Just to do a brief round-up: I read 14 books, of which only 3 by men, abandoned one. Half of them were in translation or in a different language.

In case you are wondering, my two crime fiction picks for the month of July are: Sarah Ward’s In Bitter Chill and Kati Hiekkapelto’s The Defenceless. For Overall Book of the Month, I’ve read so many good books this month, it is really hard to choose a favourite. One that whacked me on the head and took me for a ride, leaving me slightly breathless and laughing with exhilaration: Apocalypse Baby. But the one that has stayed with me, slightly haunting my dreams, is Valeria Luiselli.

MontmartreView
View from Montmartre, Paris.

After the holiday, I need to focus on getting my Netgalley request shelf in manageable order. I am back up to 31 books now and soooo out of date (not that I care, but the publishers probably do!). Here are some that really tempt me for September:

Simon Unsworth: The Devil’s Detective

Richard Beard: Acts of the Assassins

David Lagercrantz: Fall of Man in Wilmslow

Johan Theorin: The Voices Behind

Don Winslow: The Cartel

Malcolm Mackay: The Necessary Death of Lewis Winter

What do you think, too much testosterone after two months of predominantly female authors or a necessary redressing of the balance?

The Tale of Genji Readalong (2)

Apocryphal drawing of Murasaki Shikibu, dating from the 18th century, from Wikipedia.
Apocryphal drawing of Murasaki Shikibu, dating from the 18th century, from Wikipedia.

It’s taken me three months, but I’ve finally vanquished the monster that is The Tale of Genji in the Royall Tyler translation. I started it back in April together with Akylina from The Literary Sisters, but we both realised it would take far longer than a month to do it justice. Tony Malone has also been reading it and will have a post about it shortly on his blog, but I loved his comment that Genji’s modern-day equivalent would be a spoilt rock star, concessions being made because of his elevated god-like status.

I broke off my reading in the previous blog post at Chapter 10, where Genji gets his first taste of hardship, as he is sent into exile following an ill-advised love affair with the daughter of one of his political enemies. He has to leave Murasaki behind and he suffers from loneliness and some strange dreams, as well as humiliations and a raging storm. However, life is not all bad and he becomes entangled with his neighbour’s daughter, who will bear him a daughter. In time, she will become Empress, but even before that Genji returns from exile and is elevated by the new Emperor (his secret son) to the highest possible status.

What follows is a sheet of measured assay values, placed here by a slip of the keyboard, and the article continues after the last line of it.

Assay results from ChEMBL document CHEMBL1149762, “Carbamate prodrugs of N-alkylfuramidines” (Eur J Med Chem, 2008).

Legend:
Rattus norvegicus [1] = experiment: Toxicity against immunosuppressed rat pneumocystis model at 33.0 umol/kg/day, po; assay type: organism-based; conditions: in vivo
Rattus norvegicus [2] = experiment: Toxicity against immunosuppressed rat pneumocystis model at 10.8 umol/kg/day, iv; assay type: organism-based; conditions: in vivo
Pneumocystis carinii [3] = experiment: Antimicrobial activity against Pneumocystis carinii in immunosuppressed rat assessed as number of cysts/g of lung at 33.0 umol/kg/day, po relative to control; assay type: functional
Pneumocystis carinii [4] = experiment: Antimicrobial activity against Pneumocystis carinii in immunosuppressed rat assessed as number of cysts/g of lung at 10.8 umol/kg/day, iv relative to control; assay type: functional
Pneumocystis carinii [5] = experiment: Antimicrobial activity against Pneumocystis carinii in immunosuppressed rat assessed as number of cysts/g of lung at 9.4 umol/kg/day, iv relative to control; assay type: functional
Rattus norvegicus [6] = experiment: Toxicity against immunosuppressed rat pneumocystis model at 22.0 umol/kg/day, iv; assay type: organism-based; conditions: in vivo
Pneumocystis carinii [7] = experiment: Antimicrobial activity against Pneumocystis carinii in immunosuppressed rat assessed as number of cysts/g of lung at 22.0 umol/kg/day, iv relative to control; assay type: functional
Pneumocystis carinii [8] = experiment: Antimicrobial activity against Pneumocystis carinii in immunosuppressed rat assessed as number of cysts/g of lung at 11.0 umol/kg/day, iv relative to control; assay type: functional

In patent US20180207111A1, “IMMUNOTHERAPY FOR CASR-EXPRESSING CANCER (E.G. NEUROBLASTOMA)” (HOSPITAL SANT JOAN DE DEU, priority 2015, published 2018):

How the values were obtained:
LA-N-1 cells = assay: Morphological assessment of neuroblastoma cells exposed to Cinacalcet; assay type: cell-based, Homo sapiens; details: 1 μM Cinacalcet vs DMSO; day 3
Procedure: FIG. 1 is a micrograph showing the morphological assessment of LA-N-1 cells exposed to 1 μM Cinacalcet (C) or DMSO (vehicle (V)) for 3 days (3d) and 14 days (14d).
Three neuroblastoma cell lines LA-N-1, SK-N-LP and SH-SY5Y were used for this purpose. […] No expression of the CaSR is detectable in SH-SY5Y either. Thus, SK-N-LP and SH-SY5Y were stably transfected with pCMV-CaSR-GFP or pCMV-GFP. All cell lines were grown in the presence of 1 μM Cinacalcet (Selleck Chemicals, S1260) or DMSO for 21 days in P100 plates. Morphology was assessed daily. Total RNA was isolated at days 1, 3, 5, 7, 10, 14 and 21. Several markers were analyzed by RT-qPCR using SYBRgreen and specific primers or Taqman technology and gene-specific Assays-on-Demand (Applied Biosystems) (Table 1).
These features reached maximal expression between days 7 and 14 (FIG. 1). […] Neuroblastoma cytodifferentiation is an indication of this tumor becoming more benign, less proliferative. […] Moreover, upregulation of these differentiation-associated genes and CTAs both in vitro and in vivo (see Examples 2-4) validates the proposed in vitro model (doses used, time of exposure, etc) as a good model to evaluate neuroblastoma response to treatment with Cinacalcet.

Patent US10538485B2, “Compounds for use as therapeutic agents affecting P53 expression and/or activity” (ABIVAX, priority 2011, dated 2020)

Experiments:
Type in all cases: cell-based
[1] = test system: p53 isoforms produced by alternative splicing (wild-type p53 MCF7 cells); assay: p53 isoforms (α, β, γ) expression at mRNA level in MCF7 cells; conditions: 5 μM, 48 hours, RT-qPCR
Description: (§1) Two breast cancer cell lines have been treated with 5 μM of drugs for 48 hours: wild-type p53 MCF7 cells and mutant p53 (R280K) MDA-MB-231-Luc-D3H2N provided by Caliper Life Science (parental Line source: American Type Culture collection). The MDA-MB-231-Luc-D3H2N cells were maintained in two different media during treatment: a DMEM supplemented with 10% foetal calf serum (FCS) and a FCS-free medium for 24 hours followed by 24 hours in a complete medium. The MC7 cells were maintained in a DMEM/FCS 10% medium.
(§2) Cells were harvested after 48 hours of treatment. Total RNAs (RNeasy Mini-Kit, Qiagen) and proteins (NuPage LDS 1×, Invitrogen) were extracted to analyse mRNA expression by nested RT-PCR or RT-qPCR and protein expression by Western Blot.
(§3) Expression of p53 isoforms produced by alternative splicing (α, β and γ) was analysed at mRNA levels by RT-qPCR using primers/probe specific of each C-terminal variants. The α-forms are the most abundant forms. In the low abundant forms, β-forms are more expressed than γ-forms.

This is when the snobbery of the age becomes apparent – or should that be Genji’s own sense of self-importance? Because he now becomes all too acutely aware that Murasaki, for all her qualities and the love that he bears her, does not have the rank and influence to become the wife of such an elevated person as himself. It’s almost unbearable to read about Murasaki’s pangs of jealousy when he spends night after night with Lady Asagao, or develops decidedly unpaternal feelings towards a young girl he has been entrusted with (to raise her as his own daughter). Finally, he marries the Third Princess, daughter of the retired Emperor (under some pressure from the latte), and soon lives to regret it, when she takes a lover and has an illegitimate son. In the midst of all this furore, Murasaki falls desperately ill and is possessed by an evil spirit. When Murasaki dies, Genji becomes an empty shell of a man, dreaming only of retiring to a temple.

Genji with his family, from artelino.com
Genji with his family, from artelino.com

In between all these soap-opera dramas, there are plenty of charming scenes of domestic and courtly life: descriptions of archery contests, processions, poetry competitions, moon-gazing evenings, coming-of-age ceremonies, kite-flying and football amusements, concerts. These scenes must have seemed aspirational to readers and perhaps created a centuries-long ideal of sophistication and culture which never truly existed at the Heian court.

The first time I read Genji, I too fell under the spell of all these courtly events and the carefully planned poems the protagonists all send to each other. This time, however, I was more interested in the cosy scenes of intimacy: Genji and Murasaki chatting together in bed, the children squabbling, Genji playing with the youngsters, the gossipy ladies of the entourage.

The philosophy of the age is summed up by Genji’s son Yugiri, who initially seemed a dependable, serious and loyal man, but later makes two women very unhappy. This induces some self-reflection in Genji and awareness of the less than stellar way he has treated Murasaki in the past. Here is how Yugiri justifies polygamy or having a mistress (or several):